Sunday, January 18, 2015

"When words fail,

 Music speaks.
  ~H.C. Anderson
The earliest sheet music was laboriously written by scribes in the monasteries of medieval Europe. These beautiful examples were carefully inked on parchment and are prized today not only as music history but as artistic masterpieces. With the invention of the printing press, Johann Gutenberg and his followers developed methods of printing music, as well as words, during the fifteenth century. The printing of music was limited in quality and quantity for several hundred years, but the industry traveled to America with the founding of the Colonies. 
The first music published in North America was The Bay Psalm Book printed in 1640 by Harvard College Press. The book contained only text because the congregations of churches were assumed to know the songs by heart.
The printing press changed the printed word much like the digital world has transformed these words you are reading.  Publishing music, complete with notation, became an industry by about 1800 when a number of firms in both America and Europe rolled out their presses to print both serious and popular music.  The Industrial Revolution gave rise to the middle class and allowed individuals more leisure time and money to spend on pianos for their homes, instruments for the town band, and attendance at the symphony. Composers were motivated to create when, during the nineteenth century, musicians began to pay for the privilege of performing the writer's music.

By 1890, many department stores had counters for the sale of sheet music, and its popularity forced the price down. By 1910, Woolworth sold sheet music for 10 cents a copy.

The musicians of Tin Pan Alley in New York City were made famous early in the 1900s by the swift availability of their tunes in sheet music form; George Gershwin's "Rhapsody in Blue" (1924) is an excellent example. Composers Aaron Copeland, Charles Ives, and Virgil Thompson established their own publishing house and gave the American public its own contemporary, classical music. When Charles Lindberg made his solo flight across the Atlantic Ocean in 1927, 100 songs commemorating the event were printed in sheet music form within a year.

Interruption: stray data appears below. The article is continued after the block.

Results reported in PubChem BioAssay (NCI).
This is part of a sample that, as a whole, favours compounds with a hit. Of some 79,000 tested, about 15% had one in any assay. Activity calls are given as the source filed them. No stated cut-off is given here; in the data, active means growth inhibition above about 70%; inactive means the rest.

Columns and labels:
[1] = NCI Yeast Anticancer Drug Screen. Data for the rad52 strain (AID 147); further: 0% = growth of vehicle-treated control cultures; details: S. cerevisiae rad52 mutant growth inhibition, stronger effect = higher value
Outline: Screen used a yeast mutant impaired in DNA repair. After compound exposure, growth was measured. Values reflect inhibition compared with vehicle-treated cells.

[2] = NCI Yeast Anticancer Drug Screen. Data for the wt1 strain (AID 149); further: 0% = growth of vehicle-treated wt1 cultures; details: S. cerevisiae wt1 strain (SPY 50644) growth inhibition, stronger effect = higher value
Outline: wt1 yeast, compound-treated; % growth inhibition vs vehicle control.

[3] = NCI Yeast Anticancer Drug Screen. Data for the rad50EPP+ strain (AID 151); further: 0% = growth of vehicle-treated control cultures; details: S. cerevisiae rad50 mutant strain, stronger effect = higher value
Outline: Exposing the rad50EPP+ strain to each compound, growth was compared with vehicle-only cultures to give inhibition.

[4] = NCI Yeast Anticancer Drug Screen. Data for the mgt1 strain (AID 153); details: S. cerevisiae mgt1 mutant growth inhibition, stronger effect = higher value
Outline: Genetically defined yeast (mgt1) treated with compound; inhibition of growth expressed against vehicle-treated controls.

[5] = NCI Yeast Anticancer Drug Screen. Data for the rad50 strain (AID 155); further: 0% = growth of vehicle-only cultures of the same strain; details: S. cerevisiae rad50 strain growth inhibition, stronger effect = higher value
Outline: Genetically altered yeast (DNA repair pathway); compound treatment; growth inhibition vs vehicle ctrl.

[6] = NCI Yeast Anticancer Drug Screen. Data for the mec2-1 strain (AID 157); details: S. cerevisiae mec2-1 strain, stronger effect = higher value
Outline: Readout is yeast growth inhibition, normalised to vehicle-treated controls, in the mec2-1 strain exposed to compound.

Sheet music can be recycled even if you have no musical talent. Cover art greatly interests collectors who seek out the Art Deco designs of the 1920s and African-American songs published as early as 1835, for example. Even the titles of the obscure songs could provide a chuckle if framed or mounted and hung.  From a large stack, I quickly assembled some that could be framed...how about a grouping for a bedroom...theme...dreams...
Or, how about one for a Baby Boomer's birthday...
For those of us here in New Jersey... 
Or, maybe just home anywhere...

Are you Dutch and have a sister? (sadly I don't or it would be hers)
There are those with famous singers...I know maybe not everyone knows who Frank is...
And, then it is just song titles...could be great inspiration for writing!
Think repurpose if no piano players are around...sheet music is not just for stuffing in the piano bench!

               A painter paints pictures on canvas. But musicians paint their pictures on silence.
                                                       ~Leopold Stokowski

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